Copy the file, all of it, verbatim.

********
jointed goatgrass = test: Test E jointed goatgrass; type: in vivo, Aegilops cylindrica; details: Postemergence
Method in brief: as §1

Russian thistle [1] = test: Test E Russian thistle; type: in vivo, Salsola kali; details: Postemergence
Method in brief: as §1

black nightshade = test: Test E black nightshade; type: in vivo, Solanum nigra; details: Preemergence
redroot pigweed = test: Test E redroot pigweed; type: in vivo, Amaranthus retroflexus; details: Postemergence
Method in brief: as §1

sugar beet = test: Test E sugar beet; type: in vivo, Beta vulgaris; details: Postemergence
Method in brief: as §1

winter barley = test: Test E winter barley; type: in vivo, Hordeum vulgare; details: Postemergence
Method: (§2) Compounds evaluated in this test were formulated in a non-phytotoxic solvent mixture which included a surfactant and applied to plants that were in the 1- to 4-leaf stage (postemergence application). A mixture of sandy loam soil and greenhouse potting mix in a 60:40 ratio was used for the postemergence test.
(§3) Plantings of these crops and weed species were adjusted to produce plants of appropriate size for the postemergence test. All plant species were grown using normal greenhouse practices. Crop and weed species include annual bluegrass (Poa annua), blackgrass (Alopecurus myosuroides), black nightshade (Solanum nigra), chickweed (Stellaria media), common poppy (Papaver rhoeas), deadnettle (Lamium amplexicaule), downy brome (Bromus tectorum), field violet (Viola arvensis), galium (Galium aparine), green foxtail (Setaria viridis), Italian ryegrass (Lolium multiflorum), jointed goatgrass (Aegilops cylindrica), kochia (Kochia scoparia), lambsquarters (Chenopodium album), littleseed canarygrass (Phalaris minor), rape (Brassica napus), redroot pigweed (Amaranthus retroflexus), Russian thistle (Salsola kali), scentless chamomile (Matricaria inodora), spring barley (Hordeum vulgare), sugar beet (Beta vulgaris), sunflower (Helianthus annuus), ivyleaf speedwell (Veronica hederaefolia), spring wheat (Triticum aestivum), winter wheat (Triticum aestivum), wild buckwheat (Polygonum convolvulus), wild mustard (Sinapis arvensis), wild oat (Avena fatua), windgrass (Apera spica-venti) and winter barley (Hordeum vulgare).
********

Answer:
jointed goatgrass = test: Test E jointed goatgrass; type: in vivo, Aegilops cylindrica; details: Postemergence
Method in brief: as §1

Russian thistle [1] = test: Test E Russian thistle; type: in vivo, Salsola kali; details: Postemergence
Method in brief: as §1

black nightshade = test: Test E black nightshade; type: in vivo, Solanum nigra; details: Preemergence
redroot pigweed = test: Test E redroot pigweed; type: in vivo, Amaranthus retroflexus; details: Postemergence
Method in brief: as §1

sugar beet = test: Test E sugar beet; type: in vivo, Beta vulgaris; details: Postemergence
Method in brief: as §1

winter barley = test: Test E winter barley; type: in vivo, Hordeum vulgare; details: Postemergence
Method: (§2) Compounds evaluated in this test were formulated in a non-phytotoxic solvent mixture which included a surfactant and applied to plants that were in the 1- to 4-leaf stage (postemergence application). A mixture of sandy loam soil and greenhouse potting mix in a 60:40 ratio was used for the postemergence test.
(§3) Plantings of these crops and weed species were adjusted to produce plants of appropriate size for the postemergence test. All plant species were grown using normal greenhouse practices. Crop and weed species include annual bluegrass (Poa annua), blackgrass (Alopecurus myosuroides), black nightshade (Solanum nigra), chickweed (Stellaria media), common poppy (Papaver rhoeas), deadnettle (Lamium amplexicaule), downy brome (Bromus tectorum), field violet (Viola arvensis), galium (Galium aparine), green foxtail (Setaria viridis), Italian ryegrass (Lolium multiflorum), jointed goatgrass (Aegilops cylindrica), kochia (Kochia scoparia), lambsquarters (Chenopodium album), littleseed canarygrass (Phalaris minor), rape (Brassica napus), redroot pigweed (Amaranthus retroflexus), Russian thistle (Salsola kali), scentless chamomile (Matricaria inodora), spring barley (Hordeum vulgare), sugar beet (Beta vulgaris), sunflower (Helianthus annuus), ivyleaf speedwell (Veronica hederaefolia), spring wheat (Triticum aestivum), winter wheat (Triticum aestivum), wild buckwheat (Polygonum convolvulus), wild mustard (Sinapis arvensis), wild oat (Avena fatua), windgrass (Apera spica-venti) and winter barley (Hordeum vulgare).